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June 05, 2023

SIU political experts: Trump has the edge in expanding GOP presidential hopeful field

by Pete Rosenbery

CARBONDALE, Ill. — With an already-crowded Republican presidential primary field likely to add more candidates to the list of 2024 hopefuls, political experts at Southern Illinois University Carbondale believe the party’s mainstay at this point continues to be former President Donald Trump, with President Joe Biden facing no effective or serious opposition from Democrats.

Former New Jersey Gov. Chris Christi and former Vice President and Indiana Gov. Mike Pence are expected to announce their presidential bids this week to bring the field to 12 declared noteworthy candidates, according to information from Ballotpedia and Politico. However, Kenneth Mulligan, associate professor of political science, notes that Trump’s support within the Republican Party is “narrow but deep,” and John Jackson, Paul Simon Public Policy Institute visiting professor, says a change in party rules may favor the former president. John Shaw, institute director, adds Trump’s myriad legal issues add another component to the campaign.

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Kenneth Mulligan is an associate professor of political science in SIU’s School of Anthropology, Political Science and Sociology. His research and teaching involve American political behavior, media and politics, and public opinion.  He can be reached at 618-201-9634 and

John Jackson, Paul Simon Public Policy Institute visiting professor, has more than four decades of political expertise and research in presidential politics, campaigns and elections. He can be reached at 618-303-1240 or

John Shaw, director, Paul Simon Public Policy Institute, spent 26 years in Washington, D.C., covering Congress and economic issues for Market News International before his arrival at SIU Carbondale in 2018. He has been a guest on the PBS NewsHour and C-SPAN. He can be reached at 618-453-4009 or

“Other Republican candidates are treating Trump almost as if he were an incumbent,” Mulligan said. “He has huge leads in national polls of Republican voters. According to research by FiveThirtyEight, historically speaking, candidates this far ahead, at this point in the campaign, almost always win the nomination. So, I think it is Trump’s to lose.”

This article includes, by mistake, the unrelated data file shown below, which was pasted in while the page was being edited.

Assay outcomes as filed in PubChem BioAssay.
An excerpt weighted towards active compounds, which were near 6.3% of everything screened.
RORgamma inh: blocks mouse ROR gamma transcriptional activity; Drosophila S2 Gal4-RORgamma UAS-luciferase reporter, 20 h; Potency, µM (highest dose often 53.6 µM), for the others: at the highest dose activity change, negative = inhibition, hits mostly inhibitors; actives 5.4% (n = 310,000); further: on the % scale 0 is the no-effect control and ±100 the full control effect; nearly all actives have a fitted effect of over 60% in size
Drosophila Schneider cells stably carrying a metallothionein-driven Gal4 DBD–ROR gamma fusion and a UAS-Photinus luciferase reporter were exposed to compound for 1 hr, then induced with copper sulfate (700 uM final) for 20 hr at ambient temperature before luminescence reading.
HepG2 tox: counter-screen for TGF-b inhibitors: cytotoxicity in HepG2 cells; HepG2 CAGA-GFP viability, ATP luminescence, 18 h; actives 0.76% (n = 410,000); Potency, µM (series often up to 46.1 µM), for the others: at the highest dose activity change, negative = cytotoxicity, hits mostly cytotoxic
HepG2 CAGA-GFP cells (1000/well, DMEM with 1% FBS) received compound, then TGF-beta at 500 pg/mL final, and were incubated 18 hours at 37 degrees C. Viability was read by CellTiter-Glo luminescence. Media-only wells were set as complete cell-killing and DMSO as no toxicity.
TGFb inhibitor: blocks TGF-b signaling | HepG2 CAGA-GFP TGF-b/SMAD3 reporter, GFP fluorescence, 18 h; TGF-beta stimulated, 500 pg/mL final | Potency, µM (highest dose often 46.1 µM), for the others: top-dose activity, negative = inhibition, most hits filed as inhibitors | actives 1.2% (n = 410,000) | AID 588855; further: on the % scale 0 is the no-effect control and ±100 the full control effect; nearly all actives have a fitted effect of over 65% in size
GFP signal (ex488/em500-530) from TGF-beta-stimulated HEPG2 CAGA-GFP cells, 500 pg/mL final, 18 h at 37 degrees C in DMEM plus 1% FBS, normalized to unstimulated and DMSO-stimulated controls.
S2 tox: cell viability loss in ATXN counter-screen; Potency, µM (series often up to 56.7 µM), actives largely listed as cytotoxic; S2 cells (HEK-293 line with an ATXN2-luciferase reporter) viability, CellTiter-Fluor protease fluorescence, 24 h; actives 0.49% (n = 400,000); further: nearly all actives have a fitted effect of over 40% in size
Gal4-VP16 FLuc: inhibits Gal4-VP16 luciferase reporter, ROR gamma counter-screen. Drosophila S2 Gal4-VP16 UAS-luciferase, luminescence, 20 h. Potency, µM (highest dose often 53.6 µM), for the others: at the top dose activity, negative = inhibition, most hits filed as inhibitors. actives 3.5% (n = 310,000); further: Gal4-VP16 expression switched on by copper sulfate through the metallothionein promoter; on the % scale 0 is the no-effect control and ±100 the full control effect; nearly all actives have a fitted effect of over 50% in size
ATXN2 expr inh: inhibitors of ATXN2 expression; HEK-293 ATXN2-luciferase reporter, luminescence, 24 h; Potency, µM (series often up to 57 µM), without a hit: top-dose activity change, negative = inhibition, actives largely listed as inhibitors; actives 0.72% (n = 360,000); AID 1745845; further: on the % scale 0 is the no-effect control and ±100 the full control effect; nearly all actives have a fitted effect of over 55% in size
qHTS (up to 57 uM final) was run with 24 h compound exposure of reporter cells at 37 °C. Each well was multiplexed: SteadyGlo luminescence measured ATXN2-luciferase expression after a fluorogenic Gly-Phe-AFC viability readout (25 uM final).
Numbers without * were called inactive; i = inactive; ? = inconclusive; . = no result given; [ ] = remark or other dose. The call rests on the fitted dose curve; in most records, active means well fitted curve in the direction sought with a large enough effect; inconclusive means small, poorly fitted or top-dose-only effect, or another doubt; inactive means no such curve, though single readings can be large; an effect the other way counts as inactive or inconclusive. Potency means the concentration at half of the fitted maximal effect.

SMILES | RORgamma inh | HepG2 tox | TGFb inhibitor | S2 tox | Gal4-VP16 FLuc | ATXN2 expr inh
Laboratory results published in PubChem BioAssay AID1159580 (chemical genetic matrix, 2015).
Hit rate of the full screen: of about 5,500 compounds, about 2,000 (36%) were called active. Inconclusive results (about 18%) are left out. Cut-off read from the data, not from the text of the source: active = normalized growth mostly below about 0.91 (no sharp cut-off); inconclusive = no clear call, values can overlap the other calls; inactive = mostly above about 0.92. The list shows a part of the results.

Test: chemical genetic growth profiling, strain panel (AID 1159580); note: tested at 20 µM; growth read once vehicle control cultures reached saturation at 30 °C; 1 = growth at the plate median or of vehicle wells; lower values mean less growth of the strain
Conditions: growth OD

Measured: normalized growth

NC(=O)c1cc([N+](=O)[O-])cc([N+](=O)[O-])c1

Yet, Mulligan said, it’s still fairly early, and most voters aren’t paying attention. Florida Gov. Ron DeSantis is one viable challenger.

“Despite Trump's commanding lead, DeSantis has a lot going for him,” Mulligan said. “Including, most especially, the support of monied and influential anti-Trump Republicans who are acutely aware that the only way to beat Trump in the primaries is to coalesce around a single alternative candidate. This makes it a two-candidate race in my view.  It is possible that a longshot such as Nikki Haley (former U.S. ambassador to the United Nations and South Carolina governor) or Tim Scott (South Carolina senator) could break out. That would make it interesting, but it seems unlikely.”

John Jackson, Paul Simon Public Policy Institute visiting professor, notes the Republican primary race “is well underway” with new candidates entering every week. The large field “in many ways looks a lot like the choices facing GOP voters in 2016 when Trump won handily,” Jackson said.

“The more candidates who enter the race the better the odds for Trump. He has the advantage of a big poll lead with the party base and being a former president,” Jackson said. “The sleeper that few have noticed is that Trump’s people controlled the party rules committee in 2020 when the RNC set the rules for 2024. They expanded the number of winner-take-all state primaries. This will be a major advantage for Trump in 2024 when he has a loyal base of about 35%, which will be enough for him to be the strong favorite in a crowded and splintered field.”

John Shaw, director, Paul Simon Public Policy Institute director, believes the 2024 campaign for the Republican presidential nomination “will be one of the most intriguing moments in recent American politics as ambitious GOP contenders try to find ways to derail” Trump’s campaign without incurring the wrath of Trump or his supporters.

“No one has managed to do this successfully since Trump began his first presidential campaign in 2015, “ Shaw said. “Trump’s myriad legal difficulties add further complexity to the 2024 campaign.”

Kenneth Mulligan

Kenneth Mulligan

John Jackson

John Jackson

John Shaw

John Shaw